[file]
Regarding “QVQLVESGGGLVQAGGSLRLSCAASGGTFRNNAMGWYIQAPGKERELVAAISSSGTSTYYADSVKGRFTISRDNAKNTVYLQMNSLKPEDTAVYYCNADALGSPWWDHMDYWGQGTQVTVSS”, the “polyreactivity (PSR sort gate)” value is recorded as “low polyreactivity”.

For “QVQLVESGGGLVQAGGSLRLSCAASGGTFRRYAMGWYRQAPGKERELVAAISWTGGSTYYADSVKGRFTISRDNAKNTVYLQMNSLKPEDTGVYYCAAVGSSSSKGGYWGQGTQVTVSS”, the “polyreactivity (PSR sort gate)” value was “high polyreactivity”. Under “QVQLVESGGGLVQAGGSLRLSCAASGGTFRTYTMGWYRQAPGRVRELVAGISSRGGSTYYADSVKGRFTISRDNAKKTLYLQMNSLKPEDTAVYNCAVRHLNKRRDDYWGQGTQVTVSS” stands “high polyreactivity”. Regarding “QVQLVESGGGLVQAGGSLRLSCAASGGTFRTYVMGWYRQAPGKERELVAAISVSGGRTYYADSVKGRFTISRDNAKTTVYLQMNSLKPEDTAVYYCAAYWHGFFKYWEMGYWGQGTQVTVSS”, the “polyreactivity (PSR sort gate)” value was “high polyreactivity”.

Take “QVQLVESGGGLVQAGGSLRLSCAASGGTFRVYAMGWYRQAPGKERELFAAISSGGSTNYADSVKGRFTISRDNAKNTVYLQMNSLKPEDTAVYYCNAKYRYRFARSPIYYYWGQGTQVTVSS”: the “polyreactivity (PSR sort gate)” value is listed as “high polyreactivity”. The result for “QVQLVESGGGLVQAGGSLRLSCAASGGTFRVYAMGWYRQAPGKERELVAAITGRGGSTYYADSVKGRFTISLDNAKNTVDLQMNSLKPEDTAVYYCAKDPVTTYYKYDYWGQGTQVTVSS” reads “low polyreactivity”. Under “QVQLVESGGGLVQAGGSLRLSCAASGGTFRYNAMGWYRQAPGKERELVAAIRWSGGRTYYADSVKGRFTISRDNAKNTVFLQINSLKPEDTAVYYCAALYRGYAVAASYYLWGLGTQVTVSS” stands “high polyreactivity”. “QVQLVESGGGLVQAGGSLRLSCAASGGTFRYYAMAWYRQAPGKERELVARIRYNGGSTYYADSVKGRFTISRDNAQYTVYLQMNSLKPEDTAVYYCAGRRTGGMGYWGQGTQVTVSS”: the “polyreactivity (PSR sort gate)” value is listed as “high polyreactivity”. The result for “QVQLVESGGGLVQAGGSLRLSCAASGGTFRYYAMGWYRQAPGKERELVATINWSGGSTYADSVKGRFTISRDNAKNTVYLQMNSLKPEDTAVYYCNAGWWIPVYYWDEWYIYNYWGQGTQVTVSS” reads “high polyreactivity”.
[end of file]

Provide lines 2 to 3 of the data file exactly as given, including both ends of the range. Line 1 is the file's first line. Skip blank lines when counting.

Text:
For “QVQLVESGGGLVQAGGSLRLSCAASGGTFRRYAMGWYRQAPGKERELVAAISWTGGSTYYADSVKGRFTISRDNAKNTVYLQMNSLKPEDTGVYYCAAVGSSSSKGGYWGQGTQVTVSS”, the “polyreactivity (PSR sort gate)” value was “high polyreactivity”. Under “QVQLVESGGGLVQAGGSLRLSCAASGGTFRTYTMGWYRQAPGRVRELVAGISSRGGSTYYADSVKGRFTISRDNAKKTLYLQMNSLKPEDTAVYNCAVRHLNKRRDDYWGQGTQVTVSS” stands “high polyreactivity”. Regarding “QVQLVESGGGLVQAGGSLRLSCAASGGTFRTYVMGWYRQAPGKERELVAAISVSGGRTYYADSVKGRFTISRDNAKTTVYLQMNSLKPEDTAVYYCAAYWHGFFKYWEMGYWGQGTQVTVSS”, the “polyreactivity (PSR sort gate)” value was “high polyreactivity”.

Take “QVQLVESGGGLVQAGGSLRLSCAASGGTFRVYAMGWYRQAPGKERELFAAISSGGSTNYADSVKGRFTISRDNAKNTVYLQMNSLKPEDTAVYYCNAKYRYRFARSPIYYYWGQGTQVTVSS”: the “polyreactivity (PSR sort gate)” value is listed as “high polyreactivity”. The result for “QVQLVESGGGLVQAGGSLRLSCAASGGTFRVYAMGWYRQAPGKERELVAAITGRGGSTYYADSVKGRFTISLDNAKNTVDLQMNSLKPEDTAVYYCAKDPVTTYYKYDYWGQGTQVTVSS” reads “low polyreactivity”. Under “QVQLVESGGGLVQAGGSLRLSCAASGGTFRYNAMGWYRQAPGKERELVAAIRWSGGRTYYADSVKGRFTISRDNAKNTVFLQINSLKPEDTAVYYCAALYRGYAVAASYYLWGLGTQVTVSS” stands “high polyreactivity”. “QVQLVESGGGLVQAGGSLRLSCAASGGTFRYYAMAWYRQAPGKERELVARIRYNGGSTYYADSVKGRFTISRDNAQYTVYLQMNSLKPEDTAVYYCAGRRTGGMGYWGQGTQVTVSS”: the “polyreactivity (PSR sort gate)” value is listed as “high polyreactivity”. The result for “QVQLVESGGGLVQAGGSLRLSCAASGGTFRYYAMGWYRQAPGKERELVATINWSGGSTYADSVKGRFTISRDNAKNTVYLQMNSLKPEDTAVYYCNAGWWIPVYYWDEWYIYNYWGQGTQVTVSS” reads “high polyreactivity”.